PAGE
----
int tid = pvm_mytid( void ) call pvmfmytid( tid )
The routine pvm_mytid() returns the TID of this process and can be called multiple times. It enrolls this process into PVM if this is the first PVM call. Any PVM system call (not just pvm_mytid) will enroll a task in PVM if the task is not enrolled before the call, but it is common practice to call pvm_mytid first to perform the enrolling.
int info = pvm_exit( void ) call pvmfexit( info )
The routine pvm_exit() tells the local pvmd that this process is leaving PVM. This routine does not kill the process, which can continue to perform tasks just like any other UNIX process. Users typically call pvm_exit right before exiting their C programs and right before STOP in their Fortran programs.
int numt = pvm_spawn(char *task, char **argv, int flag, char *where, int ntask, int *tids ) call pvmfspawn( task, flag, where, ntask, tids, numt )
The routine pvm_spawn()
starts up ntask copies of an executable file task
on the virtual machine.
argv is a pointer to an array of arguments to task
with the end of the array specified by NULL.
If task takes no arguments, then argv is NULL.
The flag argument is used to specify options, and is a sum of:
Value Option Meaning -------------------------------------------------------------------------- 0 PvmTaskDefault PVM chooses where to spawn processes. 1 PvmTaskHost where argument is a particular host to spawn on. 2 PvmTaskArch where argument is a PVM_ARCH to spawn on. 4 PvmTaskDebug starts tasks under a debugger. 8 PvmTaskTrace trace data is generated. 16 PvmMppFront starts tasks on MPP front-end. 32 PvmHostCompl complements host set in where. --------------------------------------------------------------------------
These names are predefined in pvm3/include/pvm3.h. In Fortran all the names are predefined in parameter statements which can be found in the include file pvm3/include/fpvm3.h.
PvmTaskTrace is a new feature in PVM 3.3. It causes spawned tasks to generate trace events . PvmTasktrace is used by XPVM (see Chapter 8). Otherwise, the user must specify where the trace events are sent in pvm_setopt().
On return, numt is set to the number of tasks successfully spawned or an error code if no tasks could be started. If tasks were started, then pvm_spawn() returns a vector of the spawned tasks' tids; and if some tasks could not be started, the corresponding error codes are placed in the last ntask - numt positions of the vector.
The pvm_spawn() call can also start tasks on multiprocessors. In the case of the Intel iPSC/860 the following restrictions apply. Each spawn call gets a subcube of size ntask and loads the program task on all of these nodes. The iPSC/860 OS has an allocation limit of 10 subcubes across all users, so it is better to start a block of tasks on an iPSC/860 with a single pvm_spawn() call rather than several calls. Two different blocks of tasks spawned separately on the iPSC/860 can still communicate with each other as well as any other PVM tasks even though they are in separate subcubes. The iPSC/860 OS has a restriction that messages going from the nodes to the outside world be less than 256 Kbytes.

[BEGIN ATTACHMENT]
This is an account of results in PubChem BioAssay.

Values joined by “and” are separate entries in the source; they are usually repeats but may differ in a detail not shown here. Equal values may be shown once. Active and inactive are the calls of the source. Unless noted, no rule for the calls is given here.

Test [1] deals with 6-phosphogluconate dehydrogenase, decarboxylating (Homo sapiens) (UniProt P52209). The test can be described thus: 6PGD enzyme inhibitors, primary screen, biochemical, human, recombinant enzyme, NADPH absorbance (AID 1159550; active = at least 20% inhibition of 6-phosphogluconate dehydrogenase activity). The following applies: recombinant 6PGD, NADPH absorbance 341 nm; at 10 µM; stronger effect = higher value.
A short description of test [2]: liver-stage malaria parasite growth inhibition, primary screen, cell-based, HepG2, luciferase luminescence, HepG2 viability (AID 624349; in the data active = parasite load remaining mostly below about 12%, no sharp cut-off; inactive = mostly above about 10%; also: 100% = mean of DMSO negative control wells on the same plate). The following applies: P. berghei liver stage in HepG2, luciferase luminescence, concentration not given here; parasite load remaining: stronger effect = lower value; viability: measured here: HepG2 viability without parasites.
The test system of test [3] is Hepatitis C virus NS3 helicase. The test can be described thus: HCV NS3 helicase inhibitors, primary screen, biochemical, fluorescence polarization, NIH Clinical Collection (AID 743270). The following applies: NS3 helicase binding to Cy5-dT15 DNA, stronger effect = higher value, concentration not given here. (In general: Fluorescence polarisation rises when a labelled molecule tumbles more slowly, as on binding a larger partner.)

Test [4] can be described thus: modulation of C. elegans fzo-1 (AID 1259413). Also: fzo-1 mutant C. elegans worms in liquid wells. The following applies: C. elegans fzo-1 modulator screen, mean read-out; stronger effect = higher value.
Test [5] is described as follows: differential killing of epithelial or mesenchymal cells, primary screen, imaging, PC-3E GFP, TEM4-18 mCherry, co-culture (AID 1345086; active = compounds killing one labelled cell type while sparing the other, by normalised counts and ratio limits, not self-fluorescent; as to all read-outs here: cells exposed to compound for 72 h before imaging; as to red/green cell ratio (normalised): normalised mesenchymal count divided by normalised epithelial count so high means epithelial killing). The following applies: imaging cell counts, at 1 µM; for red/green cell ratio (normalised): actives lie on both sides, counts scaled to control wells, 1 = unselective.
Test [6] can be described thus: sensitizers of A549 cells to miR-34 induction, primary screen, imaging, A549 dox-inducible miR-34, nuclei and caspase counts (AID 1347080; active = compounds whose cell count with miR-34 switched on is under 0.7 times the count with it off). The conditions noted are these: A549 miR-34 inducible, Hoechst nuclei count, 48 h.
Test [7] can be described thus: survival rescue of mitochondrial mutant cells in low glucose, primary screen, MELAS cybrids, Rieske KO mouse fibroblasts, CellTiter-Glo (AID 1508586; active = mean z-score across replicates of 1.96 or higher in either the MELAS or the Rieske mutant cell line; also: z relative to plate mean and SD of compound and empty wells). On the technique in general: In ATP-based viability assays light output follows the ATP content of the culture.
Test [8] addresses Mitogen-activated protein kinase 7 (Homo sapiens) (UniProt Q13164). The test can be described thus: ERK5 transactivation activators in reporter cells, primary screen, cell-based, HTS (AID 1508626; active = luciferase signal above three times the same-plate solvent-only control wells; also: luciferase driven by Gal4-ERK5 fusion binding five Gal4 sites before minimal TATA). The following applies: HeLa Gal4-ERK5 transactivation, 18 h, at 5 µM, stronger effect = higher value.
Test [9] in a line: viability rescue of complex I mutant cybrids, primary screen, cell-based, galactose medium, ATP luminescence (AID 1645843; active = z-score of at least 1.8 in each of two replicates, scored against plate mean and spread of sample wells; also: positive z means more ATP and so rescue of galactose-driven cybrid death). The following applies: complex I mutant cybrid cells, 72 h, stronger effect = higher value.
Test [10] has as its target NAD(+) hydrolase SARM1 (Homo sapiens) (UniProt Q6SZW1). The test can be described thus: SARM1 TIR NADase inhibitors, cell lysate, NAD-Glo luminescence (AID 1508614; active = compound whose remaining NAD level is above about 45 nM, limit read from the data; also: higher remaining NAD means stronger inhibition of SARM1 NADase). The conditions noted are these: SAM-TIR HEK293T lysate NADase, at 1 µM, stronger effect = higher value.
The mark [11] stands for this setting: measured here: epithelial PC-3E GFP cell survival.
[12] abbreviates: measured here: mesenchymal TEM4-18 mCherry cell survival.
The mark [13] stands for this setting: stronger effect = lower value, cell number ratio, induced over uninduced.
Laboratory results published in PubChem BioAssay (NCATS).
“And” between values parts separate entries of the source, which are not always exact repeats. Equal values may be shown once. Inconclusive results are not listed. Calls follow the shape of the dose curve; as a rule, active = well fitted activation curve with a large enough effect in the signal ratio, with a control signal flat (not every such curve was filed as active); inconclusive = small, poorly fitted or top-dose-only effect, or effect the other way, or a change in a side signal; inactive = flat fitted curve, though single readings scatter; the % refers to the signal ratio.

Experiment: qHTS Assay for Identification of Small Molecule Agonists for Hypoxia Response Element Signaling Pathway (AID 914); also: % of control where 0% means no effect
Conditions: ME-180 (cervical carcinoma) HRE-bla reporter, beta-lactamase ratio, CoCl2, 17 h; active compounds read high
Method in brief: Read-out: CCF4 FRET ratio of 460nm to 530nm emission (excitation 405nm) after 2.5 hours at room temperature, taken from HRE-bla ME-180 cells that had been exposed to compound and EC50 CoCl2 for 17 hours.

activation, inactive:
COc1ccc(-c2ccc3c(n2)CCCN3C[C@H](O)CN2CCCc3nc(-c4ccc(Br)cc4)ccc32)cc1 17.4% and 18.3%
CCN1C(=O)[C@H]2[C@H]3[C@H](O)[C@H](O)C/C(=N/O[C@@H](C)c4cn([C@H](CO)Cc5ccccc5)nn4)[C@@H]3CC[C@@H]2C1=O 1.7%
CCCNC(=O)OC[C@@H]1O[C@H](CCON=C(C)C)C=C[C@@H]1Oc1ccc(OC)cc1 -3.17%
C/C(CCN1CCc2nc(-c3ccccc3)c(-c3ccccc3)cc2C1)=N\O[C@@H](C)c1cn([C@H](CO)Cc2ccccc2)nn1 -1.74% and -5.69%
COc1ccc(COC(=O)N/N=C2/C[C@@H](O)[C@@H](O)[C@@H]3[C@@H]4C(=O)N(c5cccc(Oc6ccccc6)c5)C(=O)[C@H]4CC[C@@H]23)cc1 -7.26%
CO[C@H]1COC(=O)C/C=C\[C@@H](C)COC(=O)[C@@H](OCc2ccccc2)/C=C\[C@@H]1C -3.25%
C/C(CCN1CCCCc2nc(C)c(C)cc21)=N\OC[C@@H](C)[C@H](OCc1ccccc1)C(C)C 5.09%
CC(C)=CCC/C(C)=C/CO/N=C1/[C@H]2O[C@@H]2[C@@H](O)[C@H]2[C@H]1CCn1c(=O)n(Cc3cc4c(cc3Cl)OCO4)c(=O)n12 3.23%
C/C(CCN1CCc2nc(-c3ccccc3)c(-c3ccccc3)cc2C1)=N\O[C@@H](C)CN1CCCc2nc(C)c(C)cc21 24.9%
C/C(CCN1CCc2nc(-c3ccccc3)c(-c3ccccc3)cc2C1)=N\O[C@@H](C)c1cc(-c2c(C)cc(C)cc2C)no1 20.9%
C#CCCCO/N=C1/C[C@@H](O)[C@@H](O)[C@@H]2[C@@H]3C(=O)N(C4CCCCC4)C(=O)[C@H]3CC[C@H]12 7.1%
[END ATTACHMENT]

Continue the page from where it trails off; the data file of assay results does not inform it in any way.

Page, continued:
int info = pvm_kill( int tid ) call pvmfkill( tid, info )
The routine pvm_kill() kills some other PVM task identified by TID. This routine is not designed to kill the calling task, which should be accomplished by calling pvm_exit() followed by exit().
int info = pvm_catchout( FILE *ff ) call pvmfcatchout( onoff )
The default is to have PVM write the stderr and stdout of spawned tasks to the log file /tmp/pvml.<uid>. The routine pvm_catchout causes the calling task to catch output from tasks subsequently spawned. Characters printed on stdout or stderr in children tasks are collected by the pvmds and sent in control messages to the parent task, which tags each line and appends it to the specified file (in C) or standard output (in Fortran). Each of the prints is prepended with information about which task generated the print, and the end of the print is marked to help separate outputs coming from several tasks at once.
If pvm_exit is called by the parent while output collection is in effect, it will block until all tasks sending it output have exited, in order to print all their output. To avoid this, one can turn off the output collection by calling pvm_catchout(0) before calling pvm_exit.
New capabilities in PVM 3.3 include the ability to register special PVM tasks to handle the jobs of adding new hosts, mapping tasks to hosts, and starting new tasks. This creates an interface for advanced batch schedulers (examples include Condor , DQS , and LSF ) to plug into PVM and run PVM jobs in batch mode. These register routines also create an interface for debugger writers to develop sophisticated debuggers for PVM.
The routine names are pvm_reg_rm(), pvm_reg_hoster(), and pvm_reg_tasker(). These are advanced functions not meant for the average PVM user and thus are not presented in detail here. Specifics can be found in Appendix B.